Is eating plant-based expensive? Of course, expensive is relative with many interpretations, but I would argue not eating plant-based is far more expensive in many ways.
Once I went to a supermarket to determine just how much it would cost to stock up on fresh produce before a presentation. My goal was to go for the most inexpensive products in the produce aisle and see if I could make breakfast, lunch and dinner without breaking the bank.
By the time I left, I took photos of at least 30 items that were less than $1.99 per pound and that was only in the produce section. Items like carrots, broccoli, onions, squash, celery, cucumber and tomato were more than enough to satisfy me. Then, when I went to the beans and rice aisle, I had even more to add to my list.
With what I had I could easily make a big bowl of soup with rice, enough to feed at least 3 people comfortably, for less than $5.00. I could make broccoli with onions and garlic for less than $3.00. Is that less than a Happy Meal at McDonald’s? Yes, because you can feed more than one person. Is it more nutritious? Of course, but you already knew that.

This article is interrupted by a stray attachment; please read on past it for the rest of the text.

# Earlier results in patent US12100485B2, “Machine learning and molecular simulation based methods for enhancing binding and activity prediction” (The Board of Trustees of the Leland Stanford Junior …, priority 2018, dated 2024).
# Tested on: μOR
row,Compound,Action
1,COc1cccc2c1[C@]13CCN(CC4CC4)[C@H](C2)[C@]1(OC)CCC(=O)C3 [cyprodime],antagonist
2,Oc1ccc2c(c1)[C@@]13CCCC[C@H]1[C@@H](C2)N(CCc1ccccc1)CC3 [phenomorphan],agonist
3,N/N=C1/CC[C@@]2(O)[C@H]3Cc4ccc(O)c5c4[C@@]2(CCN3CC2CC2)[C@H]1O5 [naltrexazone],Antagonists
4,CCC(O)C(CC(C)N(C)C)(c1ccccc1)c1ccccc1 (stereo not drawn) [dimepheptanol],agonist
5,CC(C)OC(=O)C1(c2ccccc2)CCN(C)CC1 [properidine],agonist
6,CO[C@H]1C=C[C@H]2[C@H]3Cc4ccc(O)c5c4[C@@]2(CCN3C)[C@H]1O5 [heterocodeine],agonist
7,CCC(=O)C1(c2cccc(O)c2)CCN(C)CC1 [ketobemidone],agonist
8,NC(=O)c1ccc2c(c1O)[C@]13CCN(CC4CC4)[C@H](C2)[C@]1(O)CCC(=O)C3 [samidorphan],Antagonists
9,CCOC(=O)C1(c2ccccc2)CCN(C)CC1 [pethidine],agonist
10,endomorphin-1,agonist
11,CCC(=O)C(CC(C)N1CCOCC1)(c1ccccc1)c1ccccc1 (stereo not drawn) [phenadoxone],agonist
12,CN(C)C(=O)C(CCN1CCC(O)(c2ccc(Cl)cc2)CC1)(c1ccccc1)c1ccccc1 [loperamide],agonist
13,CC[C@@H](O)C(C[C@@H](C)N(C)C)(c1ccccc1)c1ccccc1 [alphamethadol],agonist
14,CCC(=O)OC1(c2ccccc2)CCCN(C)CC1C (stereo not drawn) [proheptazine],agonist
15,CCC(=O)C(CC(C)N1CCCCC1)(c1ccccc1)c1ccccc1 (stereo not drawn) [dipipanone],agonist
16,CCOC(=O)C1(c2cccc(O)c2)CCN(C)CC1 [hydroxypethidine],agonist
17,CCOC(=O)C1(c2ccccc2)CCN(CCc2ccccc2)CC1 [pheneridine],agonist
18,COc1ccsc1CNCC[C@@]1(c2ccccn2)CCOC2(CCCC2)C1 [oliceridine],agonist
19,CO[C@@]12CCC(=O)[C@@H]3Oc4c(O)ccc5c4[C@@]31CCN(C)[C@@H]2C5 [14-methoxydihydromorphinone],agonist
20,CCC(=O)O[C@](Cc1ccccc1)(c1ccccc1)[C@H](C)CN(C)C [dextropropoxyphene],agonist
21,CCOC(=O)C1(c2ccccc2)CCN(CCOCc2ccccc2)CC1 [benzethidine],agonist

But a bigger factor is health care costs, not the price of food itself.
As a whole food plant-based eater, you will get sick far less often. You will be less susceptible to major diseases like cancer and diabetes. You won’t struggle with your body weight. All that means fewer and less frequent medical bills, which is especially important if you have no medical insurance.
One thing that is hard to measure is performance. On a whole food plant-based diet something tells me you would perform at a higher level, physically and mentally.
Many professional athletes, including basketball, football and tennis players, are experiencing better performance and faster recovery by simply eating more plants. If it works for the best in the world, odds are it will work for you.
So, how expensive is it to not eat plant-based? That’s the real question.